Section 51(xxxi) of the Constitution of Australia
is a subsection of Section 51 of the Constitution of Australia
providing that the Commonwealth
has the power to make laws with respect to "the acquisition of property on just terms from any State
or person for any purpose in respect of which the Parliament has power to make laws." It is both a power and a constitutional guarantee of just compensation for property rights
contingent on its exercise.
The language of s 51(xxxi) was adapted from the final words of the Fifth Amendment to the United States Constitution
. Unlike the American provision, however, it is primarily a grant of Commonwealth law-making power. It is clear that the requirement of "just terms" does not affect the State Parliaments. In Grace Bros Pty Ltd v The Commonwealth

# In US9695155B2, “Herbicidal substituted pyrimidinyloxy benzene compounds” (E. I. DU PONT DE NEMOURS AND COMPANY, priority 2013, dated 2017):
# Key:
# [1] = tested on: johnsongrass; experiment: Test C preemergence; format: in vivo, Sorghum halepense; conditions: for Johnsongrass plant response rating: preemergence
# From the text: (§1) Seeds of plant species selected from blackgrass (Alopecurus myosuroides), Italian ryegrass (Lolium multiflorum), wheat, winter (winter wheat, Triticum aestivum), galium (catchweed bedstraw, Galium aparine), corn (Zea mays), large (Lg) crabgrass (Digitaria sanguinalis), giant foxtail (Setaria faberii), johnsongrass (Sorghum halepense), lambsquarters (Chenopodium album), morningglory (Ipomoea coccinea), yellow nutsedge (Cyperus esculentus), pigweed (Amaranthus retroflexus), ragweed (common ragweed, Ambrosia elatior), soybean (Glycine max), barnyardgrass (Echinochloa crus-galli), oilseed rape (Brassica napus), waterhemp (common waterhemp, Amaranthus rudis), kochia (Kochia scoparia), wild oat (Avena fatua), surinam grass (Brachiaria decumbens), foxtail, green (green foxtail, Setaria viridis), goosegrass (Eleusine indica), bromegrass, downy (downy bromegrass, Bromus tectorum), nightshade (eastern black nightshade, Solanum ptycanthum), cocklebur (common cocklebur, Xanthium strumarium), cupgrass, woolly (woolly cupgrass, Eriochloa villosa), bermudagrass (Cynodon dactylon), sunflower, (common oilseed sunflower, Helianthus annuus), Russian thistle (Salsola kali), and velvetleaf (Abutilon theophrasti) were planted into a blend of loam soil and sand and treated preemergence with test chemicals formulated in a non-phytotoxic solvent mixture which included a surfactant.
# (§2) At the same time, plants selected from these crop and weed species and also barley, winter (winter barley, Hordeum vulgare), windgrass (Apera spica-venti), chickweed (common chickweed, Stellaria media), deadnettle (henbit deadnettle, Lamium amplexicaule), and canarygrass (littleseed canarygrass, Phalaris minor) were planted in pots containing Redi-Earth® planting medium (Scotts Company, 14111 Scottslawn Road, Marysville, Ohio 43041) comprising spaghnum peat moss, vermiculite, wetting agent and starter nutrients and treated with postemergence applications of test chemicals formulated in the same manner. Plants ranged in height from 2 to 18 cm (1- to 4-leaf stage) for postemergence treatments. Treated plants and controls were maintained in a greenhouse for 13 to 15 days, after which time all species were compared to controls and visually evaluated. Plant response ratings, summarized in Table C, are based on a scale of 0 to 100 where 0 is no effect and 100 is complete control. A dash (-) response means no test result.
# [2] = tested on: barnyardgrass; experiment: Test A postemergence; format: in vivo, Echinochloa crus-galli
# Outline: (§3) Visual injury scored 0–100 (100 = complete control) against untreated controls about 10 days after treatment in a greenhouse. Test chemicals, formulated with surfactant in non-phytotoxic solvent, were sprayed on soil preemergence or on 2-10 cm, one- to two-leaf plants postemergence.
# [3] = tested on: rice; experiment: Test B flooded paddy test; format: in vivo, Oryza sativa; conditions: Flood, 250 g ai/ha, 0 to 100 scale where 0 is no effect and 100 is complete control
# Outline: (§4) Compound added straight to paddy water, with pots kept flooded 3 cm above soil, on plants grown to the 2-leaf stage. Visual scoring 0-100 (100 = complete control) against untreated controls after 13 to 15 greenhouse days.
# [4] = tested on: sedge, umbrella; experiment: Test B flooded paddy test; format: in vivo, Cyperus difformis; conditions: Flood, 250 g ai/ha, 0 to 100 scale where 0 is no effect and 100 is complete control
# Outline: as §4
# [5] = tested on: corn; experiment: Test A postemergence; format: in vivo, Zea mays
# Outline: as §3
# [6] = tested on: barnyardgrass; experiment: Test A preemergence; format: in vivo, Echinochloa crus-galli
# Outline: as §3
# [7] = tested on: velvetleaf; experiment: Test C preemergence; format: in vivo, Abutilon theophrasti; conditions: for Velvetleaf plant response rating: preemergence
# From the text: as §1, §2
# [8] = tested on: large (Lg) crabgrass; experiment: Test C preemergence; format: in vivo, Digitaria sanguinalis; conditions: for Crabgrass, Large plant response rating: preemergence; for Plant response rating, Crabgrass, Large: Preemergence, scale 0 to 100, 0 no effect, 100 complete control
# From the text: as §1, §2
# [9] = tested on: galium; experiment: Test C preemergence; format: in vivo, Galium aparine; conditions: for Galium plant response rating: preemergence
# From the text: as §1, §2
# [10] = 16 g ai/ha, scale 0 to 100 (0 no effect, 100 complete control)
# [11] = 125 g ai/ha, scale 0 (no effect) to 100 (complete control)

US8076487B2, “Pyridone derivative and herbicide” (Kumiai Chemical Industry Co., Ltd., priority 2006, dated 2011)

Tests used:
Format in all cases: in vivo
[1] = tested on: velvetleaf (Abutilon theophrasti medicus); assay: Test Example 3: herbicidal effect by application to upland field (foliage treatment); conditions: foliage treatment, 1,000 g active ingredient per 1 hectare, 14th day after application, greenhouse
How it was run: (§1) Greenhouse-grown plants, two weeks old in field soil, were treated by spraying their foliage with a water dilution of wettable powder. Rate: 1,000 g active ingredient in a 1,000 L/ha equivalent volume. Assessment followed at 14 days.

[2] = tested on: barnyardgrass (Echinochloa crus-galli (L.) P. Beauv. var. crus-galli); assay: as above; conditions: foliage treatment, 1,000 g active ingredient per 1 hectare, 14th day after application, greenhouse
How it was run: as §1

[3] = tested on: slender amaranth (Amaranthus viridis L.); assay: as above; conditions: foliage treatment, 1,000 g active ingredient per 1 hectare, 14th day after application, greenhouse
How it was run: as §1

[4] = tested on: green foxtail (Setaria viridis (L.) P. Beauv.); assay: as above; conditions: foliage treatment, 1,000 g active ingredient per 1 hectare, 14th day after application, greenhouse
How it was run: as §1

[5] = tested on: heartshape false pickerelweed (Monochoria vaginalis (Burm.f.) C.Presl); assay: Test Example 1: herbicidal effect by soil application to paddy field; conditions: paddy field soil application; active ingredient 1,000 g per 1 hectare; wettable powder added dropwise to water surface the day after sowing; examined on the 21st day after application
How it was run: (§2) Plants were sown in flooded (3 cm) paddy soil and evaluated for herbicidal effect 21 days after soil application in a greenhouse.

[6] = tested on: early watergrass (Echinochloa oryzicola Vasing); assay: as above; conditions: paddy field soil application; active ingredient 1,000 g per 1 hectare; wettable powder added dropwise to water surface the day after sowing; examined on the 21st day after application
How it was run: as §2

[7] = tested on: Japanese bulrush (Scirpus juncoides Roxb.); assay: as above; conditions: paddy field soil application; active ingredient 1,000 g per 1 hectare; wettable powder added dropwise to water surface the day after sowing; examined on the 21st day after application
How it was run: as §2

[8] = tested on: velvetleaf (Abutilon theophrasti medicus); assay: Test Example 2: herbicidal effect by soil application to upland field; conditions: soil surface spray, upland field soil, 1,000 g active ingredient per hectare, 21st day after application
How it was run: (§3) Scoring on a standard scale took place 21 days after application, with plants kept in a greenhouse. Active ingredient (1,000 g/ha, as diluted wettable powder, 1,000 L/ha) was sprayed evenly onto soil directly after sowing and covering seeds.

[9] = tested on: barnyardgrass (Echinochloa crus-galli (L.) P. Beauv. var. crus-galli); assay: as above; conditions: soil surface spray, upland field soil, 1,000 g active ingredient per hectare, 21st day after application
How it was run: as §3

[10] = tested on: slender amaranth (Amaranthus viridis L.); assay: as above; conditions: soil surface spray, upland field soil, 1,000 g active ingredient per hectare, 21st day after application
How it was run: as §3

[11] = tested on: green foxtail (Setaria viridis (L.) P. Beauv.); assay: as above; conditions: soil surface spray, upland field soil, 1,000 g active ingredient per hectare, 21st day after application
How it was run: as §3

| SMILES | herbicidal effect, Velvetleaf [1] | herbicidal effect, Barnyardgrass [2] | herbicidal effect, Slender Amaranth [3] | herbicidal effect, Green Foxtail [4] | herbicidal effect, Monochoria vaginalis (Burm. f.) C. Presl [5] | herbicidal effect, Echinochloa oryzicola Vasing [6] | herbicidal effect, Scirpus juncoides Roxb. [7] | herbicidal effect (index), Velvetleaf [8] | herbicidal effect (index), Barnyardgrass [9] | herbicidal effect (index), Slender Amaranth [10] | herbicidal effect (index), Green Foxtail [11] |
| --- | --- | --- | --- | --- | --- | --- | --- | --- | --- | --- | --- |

) Justice Dixon
stated that the inclusion of the condition was to "prevent arbitrary exercises of the power at the expense of a State or a subject."
The interpretation of the terms "acquisition" and "just terms" by the High Court of Australia
have had the effect, however, of limiting its protection of property rights. Moreover, it operates at any time the Commonwealth makes a compulsory acquisition of property. As such, it is a contingent guarantee rather than a general constitutional right or freedom to enjoy property rights.
The Commonwealth may only acquire property on just terms for a "purpose in respect of which the Parliament has... Read More